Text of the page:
Age Ain’t Nothin’ but a Number

What would you consider to be the ideal age between siblings?

What is the ideal age?
What is the ideal age? (disclaimer – these are not my kids, therefore their age is not ideal)

My kids are four years apart.  I somewhat planned this difference in their age.  I say ‘somewhat’ because who really knows what will happen, and when.  See the Maury Show for more on that.

My rationale boiled down to not wanting two kids in college at the same time.  So, I figured I would have them four years apart so when one is leaving college the other is just entering.  Yes, I plan well in advance on many things and take various factors into consideration.  Sometimes I win, sometimes I lose.  When we were planning our wedding, my wife wanted a January date.  Since I’m a big football fan, and back in those days the Super Bowl was held in late January, I gently offered another date (gently being the key word).  We ended up moving the date more toward the middle of January where I thought it would be ‘safe’ for my viewing plans.  I consider this move a fail.  Why?  Because every year in the middle of January, PLAYOFF football is in full swing.  Planning our anniversary around football playoffs can be…problematic.  She is a football fan too, so we somehow work it out.

Back to the issue at hand.  I chose a four year buffer between kids and here is what I found:

The good:

  • College plan – I won’t have two kids in at the same time.
  • Assistance from the older child with the younger child – Even from an early age, the older child can help out.  They can help change diapers, help with homework, help keep them occupied during the game.  You know, things like that.
  • Play time – Having a sibling, regardless of age difference, is always a good thing.  You have someone to hang out with, play games, torment (for all those older brothers – personal experience), etc.  You have that life long bond between siblings and you’ll always remember the times where you sat down and just played together.
  • Hand-me-downs – It’s easier to recycle clothes to the younger child with a bigger age difference.  If they are closer in age, you pretty much buy two of everything, almost like twins.  Having the larger gap allows one to grow out of clothes and the other to just be coming into them.  If you time this right and REALLY plan ahead, you can even put a seasonal angle on it.  There have been times where the winter clothes aren’t quite perfect for the hand-me down move…damn, if we had only had the kid in the winter!  This approach may be a little too much to ask for though.
  • Homework – It’s definitely nice having a discrepancy in the depth of topics for which you have to help.  I come home from a long day at work and usually have to help with homework.  I would hate to handle kids doing Advanced Geometry and Chemistry at the same time.  It’s nice having one extreme subject, then jumping over to 5 problems dealing with simple addition.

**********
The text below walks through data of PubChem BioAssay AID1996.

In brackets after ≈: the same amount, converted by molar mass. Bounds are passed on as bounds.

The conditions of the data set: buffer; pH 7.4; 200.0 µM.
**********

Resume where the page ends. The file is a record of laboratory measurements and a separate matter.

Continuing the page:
• Mentoring – Related to the oldest child helping the youngest, you’ll find the youngest always looking up to the older child.  I remember following my older brother around to the point he wanted to punch me.  I see my youngest always looking up to her big sister and wanting to do the things she does.  With a closer age, I think the two kids have more of a peer relationship.

 The bad:

  • College plan – I’ll be extending the payments over a longer period of time.  I’m now looking at paying for college for 8 straight years (or more) – yikes.
  • Assistance from the older child with the younger child – With four years difference, the oldest child often doesn’t want to be around the youngest, let alone help her – she has her moments where she’ll help, but she’s a teen, what can you really expect, right?
  • Play time – Often the older child will have different interests when playing and they don’t align with the youngest.  The oldest may want to play with their iPhone while the youngest wants to play with dolls.  This can cause issues and have the youngest frantically looking for a playmate (“Dadddddy!”)
  • Hand-me-downs – With four years difference, there is always a risk of something being out of style by the time they can wear it.  Please don’t make your child wear ridiculous clothes just because they are still in good shape.   Self esteem is worth a new pair of pants (I should trademark that).
  • Parties – I usually allow the non-birthday girl to have a couple of her friends over since they don’t really have the same interests as the birthday girls friends.  This goes both ways.  If the oldest has her teen friends over, the youngest may not want to hang out with them.  The opposite is also true for when the youngest has friends over.
  • School – With a four year difference, it was kind of cool having your kids at the same elementary school.  But, as they move up in grades, that no longer happens.  When my youngest gets to middle, the oldest is in high school.  When the youngest finally gets to high school, the oldest is gone to college.  This may or may not be a good thing from the kid’s viewpoint.

While there may appear to be quite a few bad items listed, I don’t think their weight equates to an overall negative.  I think the sweet spot for sibling age difference lands in the 2-4 year range.  One year apart just seems too close and you might as well have twins. Greater than 5 years is really starting to push it to the point where the kids just won’t have the same interests and may not form as tight of a sibling bond.

What do you think about this?  What have been your findings with your kids?  Do you agree with my ideal age range of 2-4 years between siblings?   Let me know in the comments or hop over to the Crazy Dad Life facebook page and throw down some of your thoughts.

Leave a Reply

Your email address will not be published. Required fields are marked *